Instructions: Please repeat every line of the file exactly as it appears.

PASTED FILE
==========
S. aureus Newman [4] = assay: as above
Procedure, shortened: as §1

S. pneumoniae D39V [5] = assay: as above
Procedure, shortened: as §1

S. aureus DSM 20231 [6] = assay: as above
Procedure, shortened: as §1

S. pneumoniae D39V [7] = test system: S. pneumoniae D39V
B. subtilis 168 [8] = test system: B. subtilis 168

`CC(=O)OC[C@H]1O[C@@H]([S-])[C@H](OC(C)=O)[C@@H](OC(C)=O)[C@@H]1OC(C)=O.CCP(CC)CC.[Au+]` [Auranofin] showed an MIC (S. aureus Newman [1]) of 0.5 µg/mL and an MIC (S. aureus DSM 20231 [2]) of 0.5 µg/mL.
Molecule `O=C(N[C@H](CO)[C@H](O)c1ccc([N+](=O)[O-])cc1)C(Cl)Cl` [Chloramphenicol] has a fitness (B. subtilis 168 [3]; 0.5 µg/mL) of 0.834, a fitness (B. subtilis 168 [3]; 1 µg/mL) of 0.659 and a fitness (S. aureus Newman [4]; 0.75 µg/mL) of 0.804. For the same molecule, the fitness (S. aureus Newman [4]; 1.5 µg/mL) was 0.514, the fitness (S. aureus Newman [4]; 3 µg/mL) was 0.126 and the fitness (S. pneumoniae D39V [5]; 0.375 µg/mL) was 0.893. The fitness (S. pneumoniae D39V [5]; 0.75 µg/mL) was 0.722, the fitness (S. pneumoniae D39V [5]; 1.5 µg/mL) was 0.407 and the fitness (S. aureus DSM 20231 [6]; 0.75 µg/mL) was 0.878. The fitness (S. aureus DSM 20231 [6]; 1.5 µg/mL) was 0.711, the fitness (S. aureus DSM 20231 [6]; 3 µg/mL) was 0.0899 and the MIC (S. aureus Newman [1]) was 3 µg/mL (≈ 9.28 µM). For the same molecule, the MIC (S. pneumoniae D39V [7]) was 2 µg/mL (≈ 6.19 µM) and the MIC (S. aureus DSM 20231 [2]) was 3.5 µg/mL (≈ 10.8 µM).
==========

S. aureus Newman [4] = assay: as above
Procedure, shortened: as §1

S. pneumoniae D39V [5] = assay: as above
Procedure, shortened: as §1

S. aureus DSM 20231 [6] = assay: as above
Procedure, shortened: as §1

S. pneumoniae D39V [7] = test system: S. pneumoniae D39V
B. subtilis 168 [8] = test system: B. subtilis 168

`CC(=O)OC[C@H]1O[C@@H]([S-])[C@H](OC(C)=O)[C@@H](OC(C)=O)[C@@H]1OC(C)=O.CCP(CC)CC.[Au+]` [Auranofin] showed an MIC (S. aureus Newman [1]) of 0.5 µg/mL and an MIC (S. aureus DSM 20231 [2]) of 0.5 µg/mL.
Molecule `O=C(N[C@H](CO)[C@H](O)c1ccc([N+](=O)[O-])cc1)C(Cl)Cl` [Chloramphenicol] has a fitness (B. subtilis 168 [3]; 0.5 µg/mL) of 0.834, a fitness (B. subtilis 168 [3]; 1 µg/mL) of 0.659 and a fitness (S. aureus Newman [4]; 0.75 µg/mL) of 0.804. For the same molecule, the fitness (S. aureus Newman [4]; 1.5 µg/mL) was 0.514, the fitness (S. aureus Newman [4]; 3 µg/mL) was 0.126 and the fitness (S. pneumoniae D39V [5]; 0.375 µg/mL) was 0.893. The fitness (S. pneumoniae D39V [5]; 0.75 µg/mL) was 0.722, the fitness (S. pneumoniae D39V [5]; 1.5 µg/mL) was 0.407 and the fitness (S. aureus DSM 20231 [6]; 0.75 µg/mL) was 0.878. The fitness (S. aureus DSM 20231 [6]; 1.5 µg/mL) was 0.711, the fitness (S. aureus DSM 20231 [6]; 3 µg/mL) was 0.0899 and the MIC (S. aureus Newman [1]) was 3 µg/mL (≈ 9.28 µM). For the same molecule, the MIC (S. pneumoniae D39V [7]) was 2 µg/mL (≈ 6.19 µM) and the MIC (S. aureus DSM 20231 [2]) was 3.5 µg/mL (≈ 10.8 µM).